Chilhowie in Smyth County, Virginia — The American South (Mid-Atlantic)
Transportation Through the Ages
—The Carriage House —
The Carriage House was built to house H.L. Bonham’s first cars.
Location. 36° 47.71′ N, 81° 40.888′ W. Marker is in Chilhowie, Virginia, in Smyth County. Marker is at the intersection of Whitetop Road (Virginia Route 107) and Exit 35 (Interstate 81), on the right when traveling north on Whitetop Road. Touch for map. Marker is at or near this postal address: 405 Whitetop Rd, Chilhowie VA 24319, United States of America.
Other nearby markers. At least 8 other markers are within 7 miles of this marker, measured as the crow flies. Chilhowie (within shouting distance of this marker); a different Chilhowie (approx. 0.2 miles away); Farthest West, 1750 (approx. 0.2 miles away); Town House (approx. 0.2 miles away); Sulphur Springs Church and Campground (approx. one mile away); William Campbell’s Grave (approx. 2.4 miles away); Seven Mile Ford (approx. 3.2 miles away); Mrs. Eliza M. Jones (approx. 6.2 miles away). Touch for a list and map of all markers in Chilhowie.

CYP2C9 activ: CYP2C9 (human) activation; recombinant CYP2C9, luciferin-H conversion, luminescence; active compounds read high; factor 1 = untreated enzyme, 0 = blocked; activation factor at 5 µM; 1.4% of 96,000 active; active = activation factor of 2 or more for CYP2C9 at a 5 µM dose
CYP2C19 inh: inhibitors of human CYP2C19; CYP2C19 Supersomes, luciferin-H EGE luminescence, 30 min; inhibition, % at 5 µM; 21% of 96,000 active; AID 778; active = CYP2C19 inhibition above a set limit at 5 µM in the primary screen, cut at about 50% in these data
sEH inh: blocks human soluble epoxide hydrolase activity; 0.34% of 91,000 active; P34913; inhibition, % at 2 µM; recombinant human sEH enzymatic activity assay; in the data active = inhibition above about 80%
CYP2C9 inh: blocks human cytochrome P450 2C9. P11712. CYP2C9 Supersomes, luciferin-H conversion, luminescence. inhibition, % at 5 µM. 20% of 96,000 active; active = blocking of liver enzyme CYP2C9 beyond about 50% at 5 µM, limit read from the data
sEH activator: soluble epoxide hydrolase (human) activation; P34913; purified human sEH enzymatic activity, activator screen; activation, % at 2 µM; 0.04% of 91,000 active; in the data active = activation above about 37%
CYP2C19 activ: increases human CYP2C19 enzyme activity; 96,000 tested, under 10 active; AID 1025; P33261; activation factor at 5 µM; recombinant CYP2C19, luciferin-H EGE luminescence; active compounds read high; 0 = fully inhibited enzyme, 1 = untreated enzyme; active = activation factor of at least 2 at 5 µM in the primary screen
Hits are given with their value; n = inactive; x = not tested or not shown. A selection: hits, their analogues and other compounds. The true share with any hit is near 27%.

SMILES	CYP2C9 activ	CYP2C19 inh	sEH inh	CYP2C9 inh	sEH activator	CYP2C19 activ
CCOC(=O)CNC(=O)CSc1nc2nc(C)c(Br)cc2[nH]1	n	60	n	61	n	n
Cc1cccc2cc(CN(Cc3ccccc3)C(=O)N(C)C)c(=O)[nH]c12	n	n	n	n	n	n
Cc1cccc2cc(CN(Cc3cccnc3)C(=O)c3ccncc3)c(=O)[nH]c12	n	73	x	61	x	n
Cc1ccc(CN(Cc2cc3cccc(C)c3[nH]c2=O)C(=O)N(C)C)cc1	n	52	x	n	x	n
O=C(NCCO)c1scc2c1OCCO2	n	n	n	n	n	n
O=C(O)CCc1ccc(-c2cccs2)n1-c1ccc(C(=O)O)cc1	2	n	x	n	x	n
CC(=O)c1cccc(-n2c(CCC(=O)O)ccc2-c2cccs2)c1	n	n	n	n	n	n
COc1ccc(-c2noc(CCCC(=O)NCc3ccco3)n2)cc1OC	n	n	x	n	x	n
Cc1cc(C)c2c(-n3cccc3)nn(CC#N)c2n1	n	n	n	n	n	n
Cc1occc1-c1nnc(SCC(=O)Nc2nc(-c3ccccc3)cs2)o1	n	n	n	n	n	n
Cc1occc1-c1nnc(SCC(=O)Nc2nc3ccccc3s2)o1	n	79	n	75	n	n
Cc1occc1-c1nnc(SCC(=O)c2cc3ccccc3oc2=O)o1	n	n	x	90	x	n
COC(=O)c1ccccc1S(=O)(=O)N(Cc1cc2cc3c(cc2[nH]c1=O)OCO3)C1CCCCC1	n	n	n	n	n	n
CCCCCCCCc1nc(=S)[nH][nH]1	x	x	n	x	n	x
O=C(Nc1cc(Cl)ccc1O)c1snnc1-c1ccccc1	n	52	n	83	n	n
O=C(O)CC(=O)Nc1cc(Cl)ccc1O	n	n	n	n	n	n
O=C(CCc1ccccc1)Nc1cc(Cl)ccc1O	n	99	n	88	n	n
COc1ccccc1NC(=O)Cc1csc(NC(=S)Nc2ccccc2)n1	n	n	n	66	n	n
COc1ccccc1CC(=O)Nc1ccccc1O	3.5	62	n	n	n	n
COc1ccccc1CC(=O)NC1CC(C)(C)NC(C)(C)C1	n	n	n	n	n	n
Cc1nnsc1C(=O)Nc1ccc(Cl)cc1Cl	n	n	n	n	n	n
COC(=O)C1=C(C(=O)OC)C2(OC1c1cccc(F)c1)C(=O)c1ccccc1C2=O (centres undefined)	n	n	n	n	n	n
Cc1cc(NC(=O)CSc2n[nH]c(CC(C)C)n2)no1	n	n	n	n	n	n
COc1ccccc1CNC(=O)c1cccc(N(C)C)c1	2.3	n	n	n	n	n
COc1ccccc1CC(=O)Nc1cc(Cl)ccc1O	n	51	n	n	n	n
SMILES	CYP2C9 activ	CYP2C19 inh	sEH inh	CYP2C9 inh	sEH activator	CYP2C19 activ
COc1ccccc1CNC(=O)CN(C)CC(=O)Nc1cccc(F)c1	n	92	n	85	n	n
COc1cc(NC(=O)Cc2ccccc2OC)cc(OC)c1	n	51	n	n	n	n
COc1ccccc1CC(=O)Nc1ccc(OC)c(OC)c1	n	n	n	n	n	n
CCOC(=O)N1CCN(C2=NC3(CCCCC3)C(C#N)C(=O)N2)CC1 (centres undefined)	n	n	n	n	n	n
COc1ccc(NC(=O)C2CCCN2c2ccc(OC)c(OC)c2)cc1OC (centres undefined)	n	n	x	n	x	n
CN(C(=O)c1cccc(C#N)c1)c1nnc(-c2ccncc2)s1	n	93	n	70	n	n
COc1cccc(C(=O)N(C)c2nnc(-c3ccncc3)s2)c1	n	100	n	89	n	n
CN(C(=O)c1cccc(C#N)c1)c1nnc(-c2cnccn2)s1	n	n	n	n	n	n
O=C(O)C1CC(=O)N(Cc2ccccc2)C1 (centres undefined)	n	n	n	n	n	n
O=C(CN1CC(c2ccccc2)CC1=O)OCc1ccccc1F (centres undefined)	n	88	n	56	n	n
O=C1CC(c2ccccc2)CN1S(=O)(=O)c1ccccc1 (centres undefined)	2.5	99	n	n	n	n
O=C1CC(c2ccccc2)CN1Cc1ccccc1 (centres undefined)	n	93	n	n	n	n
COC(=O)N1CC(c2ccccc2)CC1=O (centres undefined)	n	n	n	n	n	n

More about this marker. Nine photographs appear on the marker. Click on Photograph 1 to zoom in to examine the photos. Their captions read (clockwise from top left): “Sam Bohnam on his first motorcycle.” “Before buses, truck beds were used for large group transport. This group was headed to Whitetop Mountain for a picnic.” “Checking under the hood for a long drive to Atlantic City, NJ.” “Some cars were built to accommodate the larger families of the day.” “It was fashionable to dress for a drive.” “Horseback riding was a popular leisure activity.” “H.L. Bonham drove this car to Florida to get buyers for his apple crops.” “A buggy with a Surry canopy.” “Tractors replaced mules in the farm field.”
Categories. • Roads & Vehicles •
Credits. This page was last revised on June 16, 2016. This page originally submitted on August 13, 2011, by J. J. Prats of Powell, Ohio. This page has been viewed 480 times since then. Photos: 1, 2. submitted on August 13, 2011, by J. J. Prats of Powell, Ohio.